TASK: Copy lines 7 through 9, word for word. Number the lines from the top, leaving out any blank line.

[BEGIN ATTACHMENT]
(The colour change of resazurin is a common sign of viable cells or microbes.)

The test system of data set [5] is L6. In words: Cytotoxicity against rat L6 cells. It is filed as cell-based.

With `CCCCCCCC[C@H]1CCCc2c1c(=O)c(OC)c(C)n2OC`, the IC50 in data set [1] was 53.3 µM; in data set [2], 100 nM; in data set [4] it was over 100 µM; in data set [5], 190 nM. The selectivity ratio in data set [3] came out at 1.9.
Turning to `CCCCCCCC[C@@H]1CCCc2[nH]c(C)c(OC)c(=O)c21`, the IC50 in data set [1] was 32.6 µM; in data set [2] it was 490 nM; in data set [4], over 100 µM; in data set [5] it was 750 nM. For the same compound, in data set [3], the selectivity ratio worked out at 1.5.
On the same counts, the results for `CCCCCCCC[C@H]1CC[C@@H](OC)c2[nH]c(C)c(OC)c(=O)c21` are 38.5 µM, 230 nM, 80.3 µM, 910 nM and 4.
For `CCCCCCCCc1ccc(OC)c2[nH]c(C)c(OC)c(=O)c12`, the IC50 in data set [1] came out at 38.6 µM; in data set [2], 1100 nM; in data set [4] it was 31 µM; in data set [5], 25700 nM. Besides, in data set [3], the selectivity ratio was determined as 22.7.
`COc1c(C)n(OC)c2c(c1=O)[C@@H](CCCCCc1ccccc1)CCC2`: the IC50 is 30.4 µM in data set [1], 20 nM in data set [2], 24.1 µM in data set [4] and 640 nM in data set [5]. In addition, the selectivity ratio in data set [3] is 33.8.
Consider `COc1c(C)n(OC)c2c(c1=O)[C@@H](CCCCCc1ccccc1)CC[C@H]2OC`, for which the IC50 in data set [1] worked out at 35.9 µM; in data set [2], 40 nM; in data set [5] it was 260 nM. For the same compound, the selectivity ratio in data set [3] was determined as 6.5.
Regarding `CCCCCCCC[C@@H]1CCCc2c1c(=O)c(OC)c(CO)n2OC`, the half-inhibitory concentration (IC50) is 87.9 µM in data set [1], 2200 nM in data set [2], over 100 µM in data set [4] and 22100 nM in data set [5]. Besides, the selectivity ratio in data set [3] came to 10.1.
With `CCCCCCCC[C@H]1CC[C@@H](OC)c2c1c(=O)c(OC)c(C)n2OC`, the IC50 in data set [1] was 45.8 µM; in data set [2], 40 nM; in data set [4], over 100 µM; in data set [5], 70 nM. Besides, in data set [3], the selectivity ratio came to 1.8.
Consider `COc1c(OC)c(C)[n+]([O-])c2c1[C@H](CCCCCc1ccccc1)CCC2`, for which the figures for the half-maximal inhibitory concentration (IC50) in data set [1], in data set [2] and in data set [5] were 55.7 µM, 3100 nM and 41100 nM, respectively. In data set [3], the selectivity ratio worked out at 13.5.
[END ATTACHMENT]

`COc1c(C)n(OC)c2c(c1=O)[C@@H](CCCCCc1ccccc1)CCC2`: the IC50 is 30.4 µM in data set [1], 20 nM in data set [2], 24.1 µM in data set [4] and 640 nM in data set [5]. In addition, the selectivity ratio in data set [3] is 33.8.
Consider `COc1c(C)n(OC)c2c(c1=O)[C@@H](CCCCCc1ccccc1)CC[C@H]2OC`, for which the IC50 in data set [1] worked out at 35.9 µM; in data set [2], 40 nM; in data set [5] it was 260 nM. For the same compound, the selectivity ratio in data set [3] was determined as 6.5.
Regarding `CCCCCCCC[C@@H]1CCCc2c1c(=O)c(OC)c(CO)n2OC`, the half-inhibitory concentration (IC50) is 87.9 µM in data set [1], 2200 nM in data set [2], over 100 µM in data set [4] and 22100 nM in data set [5]. Besides, the selectivity ratio in data set [3] came to 10.1.